Social acceptance of alcohol allows us to ignore its harms

The increasing liberalisation of alcohol normalises drinking and consumption becomes enmeshed in the daily fabric of life. Image from

Most of us forget that alcohol is a drug so when asked to name drug-related problems, we tend to think of illegal drugs such as cannabis or heroin. But most of us drink, and drinking is an accompaniment to a growing array of activities.

People enjoy alcohol for a number of reasons, such as its symbolic meaning (celebration, commiseration, the end of the working day), its taste, the sense of identity and belonging we experience from drinking with our friends, as well as its physical effects – although we may not necessarily want to think we use it as an intoxicant.

When the fact that alcohol causes harm is acknowledged, language conveniently distances us from asking whether our own drinking is worth thinking about. Terms such as “alcohol abuse” or “alcohol misuse” reinforce the idea that risky drinking and related harm are something that happens to others – to a small minority of different people.

And if drinking is the social norm, those who have problems must surely be unusual. This dissuades many from perceiving and taking action to reduce alcohol-related risk. It also allows us to demand that government responses target a small group of “alcohol abusers” and leave the rest of us to enjoy drinking.

While quite a lot of people who drink alcohol experience some adverse consequences, at least on occasion, not many register this as reason enough to think about their drinking habit.

There has been a lot of media commentary about the “binge drinking culture” of young Australians and a common demand is that we educate people out of this risk. But various models and theories about drinking cultures, health beliefs and behavioural change suggest this alone might not do the job. The increasing liberalisation of alcohol (more hours, more outlets, more places we expect to drink) normalises drinking and consumption becomes enmeshed in the daily fabric of life.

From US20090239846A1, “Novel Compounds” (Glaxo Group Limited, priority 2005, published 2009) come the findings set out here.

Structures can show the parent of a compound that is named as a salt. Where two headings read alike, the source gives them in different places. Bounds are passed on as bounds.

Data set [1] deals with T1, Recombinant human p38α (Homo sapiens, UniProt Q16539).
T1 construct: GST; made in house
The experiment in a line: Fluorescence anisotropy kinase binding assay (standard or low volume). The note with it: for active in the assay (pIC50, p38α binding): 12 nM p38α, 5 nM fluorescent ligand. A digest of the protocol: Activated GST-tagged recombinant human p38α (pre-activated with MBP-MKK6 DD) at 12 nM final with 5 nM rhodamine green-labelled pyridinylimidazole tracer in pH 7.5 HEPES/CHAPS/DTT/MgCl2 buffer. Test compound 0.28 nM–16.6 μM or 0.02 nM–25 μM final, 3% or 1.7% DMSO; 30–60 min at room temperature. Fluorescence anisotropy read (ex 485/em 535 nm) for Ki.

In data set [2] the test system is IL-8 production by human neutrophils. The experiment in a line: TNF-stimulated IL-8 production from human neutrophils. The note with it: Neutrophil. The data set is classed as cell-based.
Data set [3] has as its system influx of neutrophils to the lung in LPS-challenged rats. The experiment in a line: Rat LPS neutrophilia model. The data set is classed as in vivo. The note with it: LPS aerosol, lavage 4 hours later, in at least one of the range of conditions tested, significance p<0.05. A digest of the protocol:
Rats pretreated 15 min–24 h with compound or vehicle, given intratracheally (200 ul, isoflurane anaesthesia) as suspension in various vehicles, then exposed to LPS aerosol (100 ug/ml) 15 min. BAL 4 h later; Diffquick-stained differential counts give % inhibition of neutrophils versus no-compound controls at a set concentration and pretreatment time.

Young people are influenced by what they think their peers are doing (and many overestimate how much their peers are drinking) and by expectations about the positive things that drinking alcohol will achieve. They tend to be less concerned about potential negative outcomes and are not always motivated by the same issues and concerns that influence older people.

Even when young (and older) people accept that there are risks from drinking alcohol, self-serving optimism can counter perceived personal relevance – I might accept that risky drinking will increase the chance of an accident for other people, but not me. And anyway, if I believe that alcohol is a benign product, that everyone uses it (probably more often than me) why would I attend to messages about risk?

Even if I did pay attention, I might tell myself such messages must be for other people who are different, who drink more, or in a different manner. If I accept the notion that there is some risk, but find that taking action is demanding, I may make little effort to change.

Alcohol-related health information should be delivered in a way that generates discussion and consideration of its personal relevance, so it’s not easily dismissed as an issue for other people. But this, on it’s own, won’t be enough. We also need to respond to the way that increasing availability and promotion contribute to alcohol becoming enmeshed in day-to-day living, reminding ourselves that it may be something we enjoy but still carries risks.

Finally, we should review our tolerance of intoxicated behaviour. Over 40 years ago, the authors of the wonderfully titled book, Drunken Comportment, observed that alcohol intoxication is sometimes used as a passport to otherwise unacceptable behaviour. Changing our tolerance for alcohol-related anti-social and aggressive behaviour might help reduce the large numbers of Australians exposed to harm from other peoples’ drinking.

We need to discuss the availability and promotion of alcohol in our community in the context of it being a drug with potential for harm. The enjoyment of alcohol for those of us who do drink doesn’t have to come at such a high price.

This is the second part of our series looking at alcohol and the drinking culture in Australia. Click on the links below to read the other articles:

Part One: A brief history of alcohol consumption in Australia

Part Three: My drinking, your problem: alcohol hurts non-drinkers too

Part Four: Alcohol-fuelled violence on the rise despite falling consumption

Part Five: ‘As a matter of fact, I’ve got it now’: alcohol advertising and sport

Part Six: Advertising’s role in how young people interact with alcohol

Part Seven: Big Alcohol and Big Tobacco – boozem buddies?

Part Eight: Explainer: foetal alcohol spectrum disorders

Part Nine: ‘Valuable label real estate’ and alcohol warning labels

Part Ten: Forbidden fruit: are children tricked into wanting alcohol?